“The illustrator tries hard to make up for the text’s plodding quality with winsome details and colorful characters.”
Doctor Mouse is a story about patients healing themselves and each other, rather than the doctor providing any real help. For some, the way the patients interact will be charming. Others may feel simply annoyed by the doctor’s know-it-all attitude combined with absolute uselessness. Clearly the author meant the story to be about fun problem-solving, but the text is overly long, the language awkward (partly the fault of the translation, possibly, but a good editor could have stepped in to smooth out the lumps). “He then straightened up the six chairs, put on his white coat, laid three cushions on a wobbly armchair, and sat down on the top one. This enabled his patients to see him.” I had to read this sentence several times, wondering if the cushions allowed the visits to start, so patients could “see” the doctor, (why would cushions mark when the office was officially open?) then realized the writer probably meant Doctor Mouse needed the height of the three cushions to be visible at all. Which, given that he’s illustrated to be the same size as the chicken and rabbit who have come to his practice, seems unnecessary.
The illustrator tries hard to make up for the text’s plodding quality with winsome details and colorful characters, but the pictures can’t save the story from dragging. The wordiness and confusion continues as the doctor sends each new arrival to differently numbered chairs, Chair number one or two or three, etc. But there are no numbers actually on the chairs. How would anyone know which chair was which number? And why does it matter? Clearly the biggest chair should be for the biggest animal, the bear, which is how it works in the pictures. Chairs are sat in by size, not by number or any kind of order on the page, another muddling factor. Then there’s the doctor’s insistence that nobody can be cared for until all six chairs are filled, a meaningless rule that would surely infuriate any patient in real life, but makes sense once you realize the lazy doctor is using the other patients to solve each case as it’s presented to him.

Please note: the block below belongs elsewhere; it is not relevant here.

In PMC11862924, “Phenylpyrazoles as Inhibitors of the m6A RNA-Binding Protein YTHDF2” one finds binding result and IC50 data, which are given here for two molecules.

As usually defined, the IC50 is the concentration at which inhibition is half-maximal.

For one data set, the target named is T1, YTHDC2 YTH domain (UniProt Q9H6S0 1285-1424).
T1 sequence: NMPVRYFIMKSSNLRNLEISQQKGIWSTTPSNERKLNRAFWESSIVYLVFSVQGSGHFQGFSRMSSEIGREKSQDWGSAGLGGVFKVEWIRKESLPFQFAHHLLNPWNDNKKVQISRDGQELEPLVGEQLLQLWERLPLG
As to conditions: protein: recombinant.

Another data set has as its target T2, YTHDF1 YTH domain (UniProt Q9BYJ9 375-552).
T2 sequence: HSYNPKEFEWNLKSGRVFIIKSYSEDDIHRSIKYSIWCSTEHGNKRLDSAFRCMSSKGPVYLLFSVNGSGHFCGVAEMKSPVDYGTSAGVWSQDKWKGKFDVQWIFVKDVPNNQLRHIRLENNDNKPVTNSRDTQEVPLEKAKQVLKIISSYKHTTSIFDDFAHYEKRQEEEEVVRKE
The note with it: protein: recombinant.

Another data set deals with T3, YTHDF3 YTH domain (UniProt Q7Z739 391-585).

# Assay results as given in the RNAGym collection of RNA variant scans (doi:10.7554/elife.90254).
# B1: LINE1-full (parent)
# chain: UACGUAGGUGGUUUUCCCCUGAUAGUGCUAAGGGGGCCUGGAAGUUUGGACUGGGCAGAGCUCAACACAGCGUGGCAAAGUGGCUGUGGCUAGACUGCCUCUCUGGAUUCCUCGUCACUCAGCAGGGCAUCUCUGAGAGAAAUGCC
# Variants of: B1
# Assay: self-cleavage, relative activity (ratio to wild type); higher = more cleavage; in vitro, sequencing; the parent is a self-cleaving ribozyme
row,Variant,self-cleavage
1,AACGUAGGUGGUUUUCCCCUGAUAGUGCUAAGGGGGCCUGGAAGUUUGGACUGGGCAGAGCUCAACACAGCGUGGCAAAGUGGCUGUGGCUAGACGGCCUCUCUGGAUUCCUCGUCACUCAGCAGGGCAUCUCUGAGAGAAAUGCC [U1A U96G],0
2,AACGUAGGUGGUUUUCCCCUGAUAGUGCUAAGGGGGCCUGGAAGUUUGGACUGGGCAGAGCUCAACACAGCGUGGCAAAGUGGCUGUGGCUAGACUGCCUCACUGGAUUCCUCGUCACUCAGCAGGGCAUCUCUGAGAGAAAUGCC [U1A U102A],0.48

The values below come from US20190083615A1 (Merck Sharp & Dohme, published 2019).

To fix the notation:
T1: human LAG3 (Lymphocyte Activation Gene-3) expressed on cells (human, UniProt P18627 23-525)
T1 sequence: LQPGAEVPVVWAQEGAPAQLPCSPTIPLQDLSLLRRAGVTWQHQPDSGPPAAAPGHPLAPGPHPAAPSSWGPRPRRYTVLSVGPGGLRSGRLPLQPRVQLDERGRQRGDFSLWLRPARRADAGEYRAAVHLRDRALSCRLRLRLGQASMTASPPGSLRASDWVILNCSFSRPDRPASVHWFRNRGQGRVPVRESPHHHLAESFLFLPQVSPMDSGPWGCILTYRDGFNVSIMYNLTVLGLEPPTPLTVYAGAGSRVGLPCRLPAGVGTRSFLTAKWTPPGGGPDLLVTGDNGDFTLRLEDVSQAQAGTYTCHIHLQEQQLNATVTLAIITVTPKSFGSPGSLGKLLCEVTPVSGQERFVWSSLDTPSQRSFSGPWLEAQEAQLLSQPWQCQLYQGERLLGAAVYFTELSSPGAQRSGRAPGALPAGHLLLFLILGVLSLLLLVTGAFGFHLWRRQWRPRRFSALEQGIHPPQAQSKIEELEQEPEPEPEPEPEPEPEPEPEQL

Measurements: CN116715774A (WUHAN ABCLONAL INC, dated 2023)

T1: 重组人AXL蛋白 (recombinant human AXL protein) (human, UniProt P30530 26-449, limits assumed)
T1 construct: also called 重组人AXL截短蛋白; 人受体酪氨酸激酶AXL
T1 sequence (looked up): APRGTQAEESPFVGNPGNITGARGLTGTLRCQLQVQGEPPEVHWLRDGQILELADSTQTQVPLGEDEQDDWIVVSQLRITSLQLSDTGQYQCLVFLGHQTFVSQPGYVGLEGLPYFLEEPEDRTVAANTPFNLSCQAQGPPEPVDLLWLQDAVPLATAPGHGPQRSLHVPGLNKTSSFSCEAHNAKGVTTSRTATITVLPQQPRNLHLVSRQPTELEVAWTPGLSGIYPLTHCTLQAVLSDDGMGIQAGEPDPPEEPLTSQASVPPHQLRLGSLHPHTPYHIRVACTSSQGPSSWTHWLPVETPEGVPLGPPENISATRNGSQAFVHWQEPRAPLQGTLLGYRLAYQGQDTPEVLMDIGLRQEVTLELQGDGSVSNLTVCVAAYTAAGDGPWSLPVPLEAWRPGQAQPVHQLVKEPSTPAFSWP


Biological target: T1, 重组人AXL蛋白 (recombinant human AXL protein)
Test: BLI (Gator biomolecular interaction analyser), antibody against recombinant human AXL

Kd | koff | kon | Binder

The biggest unresolved factor however is the last patient, the fox. Each patient before is conveniently paired off with another, so that they solve each other’s problems. But the fox strolls in simply to show off the contents of his backpack: “an alarm clock, a sun hat, a glove, and a pair of spectacles.” The glasses turn out to be just what Owl needs. But what about Fox? And why all the odd objects? Did he (because it’s Mr. Fox) eat someone? What problem has he had solved, other than having Owl now be very grateful to him.
The book ends much as it began, in wordy fashion: “It would be some time before the sun set behind the forest. But if no more patients came, Doctor Mouse would simply be able to go on sleeping. After all, tomorrow was sure to be another busy day.” Parents reading this book to a young child will surely find themselves skipping sentences or inventing their own story to go with the pictures. They may even change up the genders—the bear, fox, dog, and doctor could be female, the owl, rabbit, and chicken could be male (now a rooster). That could add some spice to a bland text.